Relative Frequency = frequency of an event/total number of frequencies

  • Subjective Probability

It is a type of probability that comes out of an individual’s self-judgment or own experience about a specific event. It has no calculation or formulas to follow.

What are the 5 rules of probability?

Let’s move and learn something more about probability, its rules and probability questions and examples.

Rule 1

The first rule of probability reflects the very basics of the topic. It informs us that the likelihood of an event lies between 0 and 1. In that case, 0 means that the chances of the event occurring is not possible. While 1 denotes that the chances of the event to occur is maximum.

In other words, the probability of an outcome A; denoted as P (A), is a number between 0 and 1, indicating the proportion of the time that the outcome A occurs in the long span of time. For instance, when the probability of an event is close to 0, its occurrence is unlikely. If the probability of an event is 0.5, there is about a 50% chance that the event will occur, and when the probability of an event is close to 1, the event is highly likely to occur.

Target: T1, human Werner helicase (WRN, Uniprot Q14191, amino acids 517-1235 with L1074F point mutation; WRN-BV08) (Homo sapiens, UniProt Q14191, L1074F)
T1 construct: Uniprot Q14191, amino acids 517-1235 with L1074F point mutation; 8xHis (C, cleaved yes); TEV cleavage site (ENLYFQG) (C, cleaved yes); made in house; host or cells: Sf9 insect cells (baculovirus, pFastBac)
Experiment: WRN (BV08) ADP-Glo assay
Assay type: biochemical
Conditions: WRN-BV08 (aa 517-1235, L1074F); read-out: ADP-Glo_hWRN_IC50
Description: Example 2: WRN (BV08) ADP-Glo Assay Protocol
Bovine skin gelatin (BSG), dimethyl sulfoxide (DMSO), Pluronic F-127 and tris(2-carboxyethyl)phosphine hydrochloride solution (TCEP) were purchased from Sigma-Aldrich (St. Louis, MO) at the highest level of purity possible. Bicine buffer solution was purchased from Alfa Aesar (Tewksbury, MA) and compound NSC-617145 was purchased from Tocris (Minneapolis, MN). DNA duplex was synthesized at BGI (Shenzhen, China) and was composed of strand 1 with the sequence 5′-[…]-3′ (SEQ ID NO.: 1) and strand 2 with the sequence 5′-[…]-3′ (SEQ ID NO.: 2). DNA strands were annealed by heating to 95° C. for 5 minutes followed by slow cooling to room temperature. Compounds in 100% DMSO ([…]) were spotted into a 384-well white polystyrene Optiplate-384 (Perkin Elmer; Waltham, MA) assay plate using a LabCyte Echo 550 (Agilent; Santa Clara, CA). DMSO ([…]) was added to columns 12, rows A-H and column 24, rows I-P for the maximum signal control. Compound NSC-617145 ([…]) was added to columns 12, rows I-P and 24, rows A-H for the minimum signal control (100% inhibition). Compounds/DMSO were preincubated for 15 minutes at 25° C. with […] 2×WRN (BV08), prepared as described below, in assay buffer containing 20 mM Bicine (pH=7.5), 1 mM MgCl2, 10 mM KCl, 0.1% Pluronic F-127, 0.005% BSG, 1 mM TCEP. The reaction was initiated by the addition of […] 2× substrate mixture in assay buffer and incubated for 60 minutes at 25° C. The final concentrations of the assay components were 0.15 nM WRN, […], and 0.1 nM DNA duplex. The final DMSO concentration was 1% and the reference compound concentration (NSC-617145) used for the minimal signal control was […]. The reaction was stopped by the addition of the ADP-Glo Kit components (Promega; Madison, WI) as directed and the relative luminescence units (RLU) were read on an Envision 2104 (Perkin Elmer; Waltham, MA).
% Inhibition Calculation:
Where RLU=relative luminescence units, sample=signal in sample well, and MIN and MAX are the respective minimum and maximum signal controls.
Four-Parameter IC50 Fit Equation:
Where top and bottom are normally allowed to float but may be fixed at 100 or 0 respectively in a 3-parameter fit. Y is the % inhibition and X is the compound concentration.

This is denoted by 0<= P (A) <=1

Rule 2

The sum of the probabilities of all the possible outcomes is 1. For instance, in rolling a single dice, each outcome in the sample space has a probability of ⅙, and the total of all outcomes is equal to 1.

Rule 3

If an event A cannot occur, i.e., the event contains no members in the sample space, its probability is 0. For instance, when a single dice is rolling, the probability of getting a number greater than 6. Since all the sample spaces are 1,2,3,4,5, and 6. As it is seen that all the space is less than 6. So, the probability of getting a number more than 6 is zero i.e., not possible.